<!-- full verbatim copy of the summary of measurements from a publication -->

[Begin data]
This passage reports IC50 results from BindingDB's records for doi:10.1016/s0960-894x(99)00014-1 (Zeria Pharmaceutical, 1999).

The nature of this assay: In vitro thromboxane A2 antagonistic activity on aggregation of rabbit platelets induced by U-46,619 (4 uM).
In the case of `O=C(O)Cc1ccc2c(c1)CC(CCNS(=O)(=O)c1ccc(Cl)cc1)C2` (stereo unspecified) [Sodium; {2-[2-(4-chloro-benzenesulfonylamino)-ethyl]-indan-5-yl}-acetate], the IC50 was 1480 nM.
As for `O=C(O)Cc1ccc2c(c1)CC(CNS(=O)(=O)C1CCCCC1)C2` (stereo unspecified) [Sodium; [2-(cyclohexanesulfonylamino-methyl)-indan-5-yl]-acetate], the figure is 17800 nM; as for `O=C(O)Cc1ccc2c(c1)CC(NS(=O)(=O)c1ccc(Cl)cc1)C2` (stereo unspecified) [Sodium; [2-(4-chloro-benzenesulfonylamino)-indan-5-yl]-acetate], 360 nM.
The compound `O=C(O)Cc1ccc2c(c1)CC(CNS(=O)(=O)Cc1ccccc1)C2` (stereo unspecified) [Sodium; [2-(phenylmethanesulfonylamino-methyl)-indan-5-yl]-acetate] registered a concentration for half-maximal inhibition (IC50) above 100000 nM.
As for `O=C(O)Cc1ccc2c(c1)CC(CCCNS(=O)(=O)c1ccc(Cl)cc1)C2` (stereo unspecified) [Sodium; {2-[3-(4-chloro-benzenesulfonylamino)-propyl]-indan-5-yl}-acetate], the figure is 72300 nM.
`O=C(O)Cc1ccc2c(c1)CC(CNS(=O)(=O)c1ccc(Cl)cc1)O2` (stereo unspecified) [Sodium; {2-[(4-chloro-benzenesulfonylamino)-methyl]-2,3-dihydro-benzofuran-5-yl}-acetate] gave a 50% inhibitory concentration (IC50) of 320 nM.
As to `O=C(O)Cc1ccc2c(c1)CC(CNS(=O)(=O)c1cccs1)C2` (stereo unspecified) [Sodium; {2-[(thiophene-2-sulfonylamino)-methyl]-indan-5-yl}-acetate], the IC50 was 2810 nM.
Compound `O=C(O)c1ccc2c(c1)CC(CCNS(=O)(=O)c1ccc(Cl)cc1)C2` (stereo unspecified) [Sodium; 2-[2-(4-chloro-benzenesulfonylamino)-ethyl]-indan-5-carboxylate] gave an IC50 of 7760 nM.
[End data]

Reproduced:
This passage reports IC50 results from BindingDB's records for doi:10.1016/s0960-894x(99)00014-1 (Zeria Pharmaceutical, 1999).

The nature of this assay: In vitro thromboxane A2 antagonistic activity on aggregation of rabbit platelets induced by U-46,619 (4 uM).
In the case of `O=C(O)Cc1ccc2c(c1)CC(CCNS(=O)(=O)c1ccc(Cl)cc1)C2` (stereo unspecified) [Sodium; {2-[2-(4-chloro-benzenesulfonylamino)-ethyl]-indan-5-yl}-acetate], the IC50 was 1480 nM.
As for `O=C(O)Cc1ccc2c(c1)CC(CNS(=O)(=O)C1CCCCC1)C2` (stereo unspecified) [Sodium; [2-(cyclohexanesulfonylamino-methyl)-indan-5-yl]-acetate], the figure is 17800 nM; as for `O=C(O)Cc1ccc2c(c1)CC(NS(=O)(=O)c1ccc(Cl)cc1)C2` (stereo unspecified) [Sodium; [2-(4-chloro-benzenesulfonylamino)-indan-5-yl]-acetate], 360 nM.
The compound `O=C(O)Cc1ccc2c(c1)CC(CNS(=O)(=O)Cc1ccccc1)C2` (stereo unspecified) [Sodium; [2-(phenylmethanesulfonylamino-methyl)-indan-5-yl]-acetate] registered a concentration for half-maximal inhibition (IC50) above 100000 nM.
As for `O=C(O)Cc1ccc2c(c1)CC(CCCNS(=O)(=O)c1ccc(Cl)cc1)C2` (stereo unspecified) [Sodium; {2-[3-(4-chloro-benzenesulfonylamino)-propyl]-indan-5-yl}-acetate], the figure is 72300 nM.
`O=C(O)Cc1ccc2c(c1)CC(CNS(=O)(=O)c1ccc(Cl)cc1)O2` (stereo unspecified) [Sodium; {2-[(4-chloro-benzenesulfonylamino)-methyl]-2,3-dihydro-benzofuran-5-yl}-acetate] gave a 50% inhibitory concentration (IC50) of 320 nM.
As to `O=C(O)Cc1ccc2c(c1)CC(CNS(=O)(=O)c1cccs1)C2` (stereo unspecified) [Sodium; {2-[(thiophene-2-sulfonylamino)-methyl]-indan-5-yl}-acetate], the IC50 was 2810 nM.
Compound `O=C(O)c1ccc2c(c1)CC(CCNS(=O)(=O)c1ccc(Cl)cc1)C2` (stereo unspecified) [Sodium; 2-[2-(4-chloro-benzenesulfonylamino)-ethyl]-indan-5-carboxylate] gave an IC50 of 7760 nM.